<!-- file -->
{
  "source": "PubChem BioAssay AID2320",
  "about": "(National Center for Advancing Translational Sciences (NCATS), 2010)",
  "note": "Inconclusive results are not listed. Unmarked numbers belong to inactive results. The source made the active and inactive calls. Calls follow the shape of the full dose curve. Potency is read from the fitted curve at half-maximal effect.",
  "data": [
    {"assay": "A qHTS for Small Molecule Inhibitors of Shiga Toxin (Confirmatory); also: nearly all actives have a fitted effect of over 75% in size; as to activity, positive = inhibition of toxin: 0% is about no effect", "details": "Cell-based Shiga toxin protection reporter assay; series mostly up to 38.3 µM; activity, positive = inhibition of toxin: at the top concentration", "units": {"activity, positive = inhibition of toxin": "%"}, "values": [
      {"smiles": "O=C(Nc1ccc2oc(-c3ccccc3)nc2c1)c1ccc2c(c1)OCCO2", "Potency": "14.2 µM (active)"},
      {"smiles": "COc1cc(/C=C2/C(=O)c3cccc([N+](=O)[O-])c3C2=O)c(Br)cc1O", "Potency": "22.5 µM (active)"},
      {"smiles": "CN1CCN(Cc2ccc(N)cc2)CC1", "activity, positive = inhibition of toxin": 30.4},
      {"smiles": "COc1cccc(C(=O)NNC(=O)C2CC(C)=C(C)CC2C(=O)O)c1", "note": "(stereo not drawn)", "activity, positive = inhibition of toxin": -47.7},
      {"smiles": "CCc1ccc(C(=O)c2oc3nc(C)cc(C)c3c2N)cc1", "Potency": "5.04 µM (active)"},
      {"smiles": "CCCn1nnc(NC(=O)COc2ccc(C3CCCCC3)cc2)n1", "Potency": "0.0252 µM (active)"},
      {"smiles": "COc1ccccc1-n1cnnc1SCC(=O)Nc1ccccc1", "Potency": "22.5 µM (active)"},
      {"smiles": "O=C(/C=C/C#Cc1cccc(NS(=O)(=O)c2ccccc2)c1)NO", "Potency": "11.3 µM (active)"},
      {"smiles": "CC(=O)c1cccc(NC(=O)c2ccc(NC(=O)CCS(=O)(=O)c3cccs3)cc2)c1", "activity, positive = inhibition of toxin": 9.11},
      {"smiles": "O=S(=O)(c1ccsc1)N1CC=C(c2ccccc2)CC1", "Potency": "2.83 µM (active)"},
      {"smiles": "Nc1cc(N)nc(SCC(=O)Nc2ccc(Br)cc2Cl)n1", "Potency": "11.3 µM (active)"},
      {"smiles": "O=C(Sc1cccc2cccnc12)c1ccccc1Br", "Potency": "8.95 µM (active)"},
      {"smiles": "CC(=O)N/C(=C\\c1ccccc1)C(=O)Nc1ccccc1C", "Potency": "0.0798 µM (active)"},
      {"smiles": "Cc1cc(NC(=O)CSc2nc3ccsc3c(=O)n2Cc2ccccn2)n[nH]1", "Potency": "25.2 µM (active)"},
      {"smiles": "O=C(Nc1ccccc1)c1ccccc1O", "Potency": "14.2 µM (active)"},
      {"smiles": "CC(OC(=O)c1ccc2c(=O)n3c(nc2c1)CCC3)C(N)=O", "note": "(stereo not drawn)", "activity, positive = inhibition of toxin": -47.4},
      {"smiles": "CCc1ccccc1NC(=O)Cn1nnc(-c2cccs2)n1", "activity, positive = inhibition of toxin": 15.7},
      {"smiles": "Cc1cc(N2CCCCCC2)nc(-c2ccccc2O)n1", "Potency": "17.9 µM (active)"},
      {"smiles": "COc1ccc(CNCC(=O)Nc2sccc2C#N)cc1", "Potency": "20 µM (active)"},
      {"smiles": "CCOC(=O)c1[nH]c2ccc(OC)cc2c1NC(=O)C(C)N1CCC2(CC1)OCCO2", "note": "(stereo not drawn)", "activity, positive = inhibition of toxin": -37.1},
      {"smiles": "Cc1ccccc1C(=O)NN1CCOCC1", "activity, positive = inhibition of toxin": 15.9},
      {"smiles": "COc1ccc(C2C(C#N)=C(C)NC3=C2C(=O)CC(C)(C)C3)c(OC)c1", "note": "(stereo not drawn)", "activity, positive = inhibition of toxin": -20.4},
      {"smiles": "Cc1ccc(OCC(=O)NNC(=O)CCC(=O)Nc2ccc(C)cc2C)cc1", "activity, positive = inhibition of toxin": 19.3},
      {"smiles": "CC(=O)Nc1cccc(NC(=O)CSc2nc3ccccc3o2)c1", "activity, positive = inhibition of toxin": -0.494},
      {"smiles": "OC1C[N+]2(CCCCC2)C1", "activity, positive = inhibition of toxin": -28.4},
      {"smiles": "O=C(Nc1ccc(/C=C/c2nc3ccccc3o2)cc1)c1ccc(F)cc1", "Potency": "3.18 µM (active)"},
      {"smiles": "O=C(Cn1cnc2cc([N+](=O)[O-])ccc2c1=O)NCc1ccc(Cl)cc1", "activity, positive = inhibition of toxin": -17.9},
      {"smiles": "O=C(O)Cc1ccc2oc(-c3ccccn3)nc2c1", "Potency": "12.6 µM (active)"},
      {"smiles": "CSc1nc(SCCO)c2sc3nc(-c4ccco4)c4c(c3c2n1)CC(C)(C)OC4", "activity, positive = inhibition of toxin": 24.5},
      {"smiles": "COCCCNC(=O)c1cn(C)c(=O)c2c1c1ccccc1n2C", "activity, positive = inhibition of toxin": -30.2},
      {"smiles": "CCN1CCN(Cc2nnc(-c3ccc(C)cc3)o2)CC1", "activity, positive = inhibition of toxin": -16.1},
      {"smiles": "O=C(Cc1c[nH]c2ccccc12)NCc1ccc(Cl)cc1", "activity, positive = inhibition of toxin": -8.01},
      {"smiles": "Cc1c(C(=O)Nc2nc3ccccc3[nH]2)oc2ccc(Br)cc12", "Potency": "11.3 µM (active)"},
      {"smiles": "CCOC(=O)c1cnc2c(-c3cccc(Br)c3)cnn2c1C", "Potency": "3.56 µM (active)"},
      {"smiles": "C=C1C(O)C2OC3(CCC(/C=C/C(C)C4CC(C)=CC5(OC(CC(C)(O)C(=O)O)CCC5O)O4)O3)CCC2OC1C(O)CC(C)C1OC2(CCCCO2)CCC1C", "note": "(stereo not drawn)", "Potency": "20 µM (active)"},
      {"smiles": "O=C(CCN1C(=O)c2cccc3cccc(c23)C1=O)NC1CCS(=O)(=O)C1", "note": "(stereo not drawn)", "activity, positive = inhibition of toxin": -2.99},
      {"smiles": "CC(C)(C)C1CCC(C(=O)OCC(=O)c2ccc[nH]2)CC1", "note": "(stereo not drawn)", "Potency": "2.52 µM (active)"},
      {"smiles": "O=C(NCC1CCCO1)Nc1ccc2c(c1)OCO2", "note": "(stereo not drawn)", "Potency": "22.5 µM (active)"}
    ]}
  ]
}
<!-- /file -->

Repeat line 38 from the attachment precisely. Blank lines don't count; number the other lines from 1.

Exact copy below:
      {"smiles": "O=C(Cc1c[nH]c2ccccc12)NCc1ccc(Cl)cc1", "activity, positive = inhibition of toxin": -8.01},